The intervening period was spent teaching, singing and playing the lute, but her musical life took a new turn in 1976, when she undertook a production of Handel’s Theodora, in which she sang the title role, with her husband Brian conducting and a cast formed largely of her singing pupils. The project left her with such withdrawal symptoms that afterwards, to fill the gap, she began to conceive an opera of her own. Letter to Philemon, based on an episode in the life of St Paul, was performed in 1984 and proved to be the start of her most fertile period as a composer.

In the following two decades she wrote three works for string quartet (Nocturnal Scherzo, Sohrab and Rustum, and Variations on Love Divine), chamber works including a set of three Fugues on Biblical subjects, and the sonata for piano duet (4 hands) Airs of the Seasons. Among her vocal compositions are many songs and duets, including Two Shakespeare Sonnets for soprano and tenor, and a cycle of 5 Songs of Faith and Joy for mezzo soprano and guitar.  Her husband Brian was a guitarist, and they performed the cycle together, programmed with some of the lute-song repertoire which inspired it. 

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One of Ailsa Dixon’s works that has raised particular interest in France is Shining Cold (premiered in 1986): a vocalise exploring the contrasting sonorities of the high soprano voice, viola, cello and ondes Martenot.  The score is to be digitised and edited as part of ComposHer’s programme of editions. The programme note from the original performance sheds some light on the ideas behind it…

‘In ancient languages such as Greek and Hebrew one word can be used for a) breath, b) wind, and c) spirit.  The three intermingle in this piece.  A questioning spirit inhabits particularly the upper parts, the Ondes seeming more disembodied than the voice, its mortal, sighing ‘sister’.  If there is any answer, it is borne on the wind, as fragmentary sounds from another world, or in the piercing light which at moments illuminates this winter landscape.’

It was paired in performance with the premiere of the Nocturnal Scherzo for string quartet; a note accompanying the two scores in her archive provides an account of how this use of images worked in both pieces as part of her compositional method:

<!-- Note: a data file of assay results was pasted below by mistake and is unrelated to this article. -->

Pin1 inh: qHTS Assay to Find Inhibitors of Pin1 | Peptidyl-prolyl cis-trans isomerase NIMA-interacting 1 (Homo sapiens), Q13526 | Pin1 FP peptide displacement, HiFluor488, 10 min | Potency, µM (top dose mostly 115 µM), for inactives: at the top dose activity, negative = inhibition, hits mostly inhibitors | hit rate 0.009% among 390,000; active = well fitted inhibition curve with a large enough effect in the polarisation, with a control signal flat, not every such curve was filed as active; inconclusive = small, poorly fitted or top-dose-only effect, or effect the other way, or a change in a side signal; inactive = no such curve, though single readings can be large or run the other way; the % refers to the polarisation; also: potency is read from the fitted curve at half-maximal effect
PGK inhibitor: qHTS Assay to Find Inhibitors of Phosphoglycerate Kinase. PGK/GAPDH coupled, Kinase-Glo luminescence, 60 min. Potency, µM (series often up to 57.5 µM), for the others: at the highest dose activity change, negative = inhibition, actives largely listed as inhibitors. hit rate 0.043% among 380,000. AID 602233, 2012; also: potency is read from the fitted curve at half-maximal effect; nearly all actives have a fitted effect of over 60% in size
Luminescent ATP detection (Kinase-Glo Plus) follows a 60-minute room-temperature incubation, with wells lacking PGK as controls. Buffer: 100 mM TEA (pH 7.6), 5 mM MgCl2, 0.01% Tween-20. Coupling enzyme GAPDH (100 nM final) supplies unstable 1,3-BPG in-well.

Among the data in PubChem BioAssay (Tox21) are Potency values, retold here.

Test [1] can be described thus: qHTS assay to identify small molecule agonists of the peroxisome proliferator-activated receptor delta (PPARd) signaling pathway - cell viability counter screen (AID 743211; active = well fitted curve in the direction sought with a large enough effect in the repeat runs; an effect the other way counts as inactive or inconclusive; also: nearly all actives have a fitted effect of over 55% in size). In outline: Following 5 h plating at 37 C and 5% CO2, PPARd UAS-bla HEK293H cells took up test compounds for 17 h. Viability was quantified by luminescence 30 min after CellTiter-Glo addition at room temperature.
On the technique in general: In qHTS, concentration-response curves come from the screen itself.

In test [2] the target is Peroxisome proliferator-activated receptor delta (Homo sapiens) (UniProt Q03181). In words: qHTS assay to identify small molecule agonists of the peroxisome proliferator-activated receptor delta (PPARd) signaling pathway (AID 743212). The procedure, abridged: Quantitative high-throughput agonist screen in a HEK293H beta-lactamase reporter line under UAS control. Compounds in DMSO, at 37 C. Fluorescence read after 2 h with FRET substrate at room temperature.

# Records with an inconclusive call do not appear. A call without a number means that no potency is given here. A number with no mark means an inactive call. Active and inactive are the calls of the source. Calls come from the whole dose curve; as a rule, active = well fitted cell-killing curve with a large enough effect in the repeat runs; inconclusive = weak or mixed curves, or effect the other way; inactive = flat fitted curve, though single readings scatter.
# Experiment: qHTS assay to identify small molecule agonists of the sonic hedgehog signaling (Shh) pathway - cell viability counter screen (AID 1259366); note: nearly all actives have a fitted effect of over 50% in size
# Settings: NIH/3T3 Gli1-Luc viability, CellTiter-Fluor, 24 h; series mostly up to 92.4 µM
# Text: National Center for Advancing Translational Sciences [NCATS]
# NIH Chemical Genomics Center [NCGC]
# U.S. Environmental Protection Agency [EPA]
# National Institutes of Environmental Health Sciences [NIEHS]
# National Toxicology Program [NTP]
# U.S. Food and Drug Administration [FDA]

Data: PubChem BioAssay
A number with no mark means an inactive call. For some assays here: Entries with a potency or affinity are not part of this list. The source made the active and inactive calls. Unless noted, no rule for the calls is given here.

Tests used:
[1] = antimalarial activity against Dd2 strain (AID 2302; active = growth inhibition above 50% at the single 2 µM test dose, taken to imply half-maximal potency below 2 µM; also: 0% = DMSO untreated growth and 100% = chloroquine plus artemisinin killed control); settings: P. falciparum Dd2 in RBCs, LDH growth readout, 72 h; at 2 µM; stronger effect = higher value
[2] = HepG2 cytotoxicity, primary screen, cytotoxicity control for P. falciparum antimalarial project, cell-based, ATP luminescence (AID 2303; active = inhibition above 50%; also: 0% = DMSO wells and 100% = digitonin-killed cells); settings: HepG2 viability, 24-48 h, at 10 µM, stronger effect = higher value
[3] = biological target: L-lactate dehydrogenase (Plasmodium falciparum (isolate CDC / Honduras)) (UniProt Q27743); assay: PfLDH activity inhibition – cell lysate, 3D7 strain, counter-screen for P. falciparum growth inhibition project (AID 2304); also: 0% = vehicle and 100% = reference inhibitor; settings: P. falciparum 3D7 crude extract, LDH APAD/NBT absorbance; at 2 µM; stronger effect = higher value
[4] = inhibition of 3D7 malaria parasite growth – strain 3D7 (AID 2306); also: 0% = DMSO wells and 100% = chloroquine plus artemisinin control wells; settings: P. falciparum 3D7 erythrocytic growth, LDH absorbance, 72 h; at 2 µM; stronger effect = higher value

'It seems to me that no music is truly abstract.  Pieces which have no words or ‘programme’ must be a condensation either of past experience or of processes going on in the psyche.  When I write music which intends to be abstract, an exposition of the main themes materialises before I feel any need to question what I am writing.  Then I find it difficult to continue until I have asked myself what the themes seem to signify. Dream-like images emerge in my mind, and from that part of the process develop the ideas of how to use the themes.'

Among the other sources of inspiration for her composition, religious themes are a strong element in Dixon’s work. Her grandfather was a theologian and scholar of St Paul; memories of their conversations in her childhood became the inspiration for her opera Letter to Philemon. St Paul’s Letter to the Corinthians provided the texts for ‘Charity’, one of the Songs of Faith and Joy, and ‘Since by man came death’, one of the late Fugues on Biblical subjects.  She wrote a number of Psalm settings, including an anthem for high soprano and organ or piano, I will lift up mine eyes unto the hills (Psalm 121) and three of the Songs of Faith and Joy (Psalms 126, 148 and 122), while another of the Fugues invokes Psalm 137 ‘By the waters of Babylon’.